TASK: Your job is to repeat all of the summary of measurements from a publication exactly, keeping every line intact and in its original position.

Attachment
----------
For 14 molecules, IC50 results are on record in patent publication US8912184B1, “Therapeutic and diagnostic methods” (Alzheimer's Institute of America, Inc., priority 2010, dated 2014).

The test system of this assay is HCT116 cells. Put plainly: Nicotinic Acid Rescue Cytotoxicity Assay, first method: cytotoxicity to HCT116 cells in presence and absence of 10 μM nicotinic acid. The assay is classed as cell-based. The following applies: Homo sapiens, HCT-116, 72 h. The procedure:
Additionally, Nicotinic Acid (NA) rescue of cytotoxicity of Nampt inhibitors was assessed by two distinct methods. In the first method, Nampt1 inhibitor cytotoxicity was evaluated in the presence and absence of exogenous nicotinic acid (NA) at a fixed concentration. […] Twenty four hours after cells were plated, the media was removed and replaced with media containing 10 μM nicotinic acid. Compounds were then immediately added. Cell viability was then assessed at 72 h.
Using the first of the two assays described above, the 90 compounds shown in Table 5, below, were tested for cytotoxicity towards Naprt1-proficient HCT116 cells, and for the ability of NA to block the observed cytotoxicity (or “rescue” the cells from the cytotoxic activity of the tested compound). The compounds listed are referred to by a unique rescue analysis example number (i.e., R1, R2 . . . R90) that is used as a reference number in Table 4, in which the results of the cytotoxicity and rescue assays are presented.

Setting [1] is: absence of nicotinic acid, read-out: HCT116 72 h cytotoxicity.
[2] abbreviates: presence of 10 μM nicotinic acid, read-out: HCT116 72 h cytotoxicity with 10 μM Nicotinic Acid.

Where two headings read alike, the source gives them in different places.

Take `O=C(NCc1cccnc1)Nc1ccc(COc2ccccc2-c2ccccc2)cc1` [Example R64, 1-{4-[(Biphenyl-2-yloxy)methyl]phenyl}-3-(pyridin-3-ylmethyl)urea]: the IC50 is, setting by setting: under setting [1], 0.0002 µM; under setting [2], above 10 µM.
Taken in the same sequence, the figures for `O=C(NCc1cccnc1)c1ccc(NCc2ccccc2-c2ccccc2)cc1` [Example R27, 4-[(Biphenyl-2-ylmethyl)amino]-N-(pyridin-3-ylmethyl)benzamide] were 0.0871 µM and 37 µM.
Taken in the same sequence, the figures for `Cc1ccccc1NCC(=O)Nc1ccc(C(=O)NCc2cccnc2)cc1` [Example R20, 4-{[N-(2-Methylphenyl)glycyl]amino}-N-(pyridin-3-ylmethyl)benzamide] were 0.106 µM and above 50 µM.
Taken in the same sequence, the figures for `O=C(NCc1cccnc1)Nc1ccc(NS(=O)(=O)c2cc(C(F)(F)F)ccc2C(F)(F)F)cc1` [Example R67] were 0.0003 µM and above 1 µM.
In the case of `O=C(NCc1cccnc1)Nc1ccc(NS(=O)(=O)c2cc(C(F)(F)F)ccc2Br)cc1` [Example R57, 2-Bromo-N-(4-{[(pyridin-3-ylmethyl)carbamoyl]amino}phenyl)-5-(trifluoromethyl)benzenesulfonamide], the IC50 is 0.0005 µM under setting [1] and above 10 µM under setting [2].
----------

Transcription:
For 14 molecules, IC50 results are on record in patent publication US8912184B1, “Therapeutic and diagnostic methods” (Alzheimer's Institute of America, Inc., priority 2010, dated 2014).

The test system of this assay is HCT116 cells. Put plainly: Nicotinic Acid Rescue Cytotoxicity Assay, first method: cytotoxicity to HCT116 cells in presence and absence of 10 μM nicotinic acid. The assay is classed as cell-based. The following applies: Homo sapiens, HCT-116, 72 h. The procedure:
Additionally, Nicotinic Acid (NA) rescue of cytotoxicity of Nampt inhibitors was assessed by two distinct methods. In the first method, Nampt1 inhibitor cytotoxicity was evaluated in the presence and absence of exogenous nicotinic acid (NA) at a fixed concentration. […] Twenty four hours after cells were plated, the media was removed and replaced with media containing 10 μM nicotinic acid. Compounds were then immediately added. Cell viability was then assessed at 72 h.
Using the first of the two assays described above, the 90 compounds shown in Table 5, below, were tested for cytotoxicity towards Naprt1-proficient HCT116 cells, and for the ability of NA to block the observed cytotoxicity (or “rescue” the cells from the cytotoxic activity of the tested compound). The compounds listed are referred to by a unique rescue analysis example number (i.e., R1, R2 . . . R90) that is used as a reference number in Table 4, in which the results of the cytotoxicity and rescue assays are presented.

Setting [1] is: absence of nicotinic acid, read-out: HCT116 72 h cytotoxicity.
[2] abbreviates: presence of 10 μM nicotinic acid, read-out: HCT116 72 h cytotoxicity with 10 μM Nicotinic Acid.

Where two headings read alike, the source gives them in different places.

Take `O=C(NCc1cccnc1)Nc1ccc(COc2ccccc2-c2ccccc2)cc1` [Example R64, 1-{4-[(Biphenyl-2-yloxy)methyl]phenyl}-3-(pyridin-3-ylmethyl)urea]: the IC50 is, setting by setting: under setting [1], 0.0002 µM; under setting [2], above 10 µM.
Taken in the same sequence, the figures for `O=C(NCc1cccnc1)c1ccc(NCc2ccccc2-c2ccccc2)cc1` [Example R27, 4-[(Biphenyl-2-ylmethyl)amino]-N-(pyridin-3-ylmethyl)benzamide] were 0.0871 µM and 37 µM.
Taken in the same sequence, the figures for `Cc1ccccc1NCC(=O)Nc1ccc(C(=O)NCc2cccnc2)cc1` [Example R20, 4-{[N-(2-Methylphenyl)glycyl]amino}-N-(pyridin-3-ylmethyl)benzamide] were 0.106 µM and above 50 µM.
Taken in the same sequence, the figures for `O=C(NCc1cccnc1)Nc1ccc(NS(=O)(=O)c2cc(C(F)(F)F)ccc2C(F)(F)F)cc1` [Example R67] were 0.0003 µM and above 1 µM.
In the case of `O=C(NCc1cccnc1)Nc1ccc(NS(=O)(=O)c2cc(C(F)(F)F)ccc2Br)cc1` [Example R57, 2-Bromo-N-(4-{[(pyridin-3-ylmethyl)carbamoyl]amino}phenyl)-5-(trifluoromethyl)benzenesulfonamide], the IC50 is 0.0005 µM under setting [1] and above 10 µM under setting [2].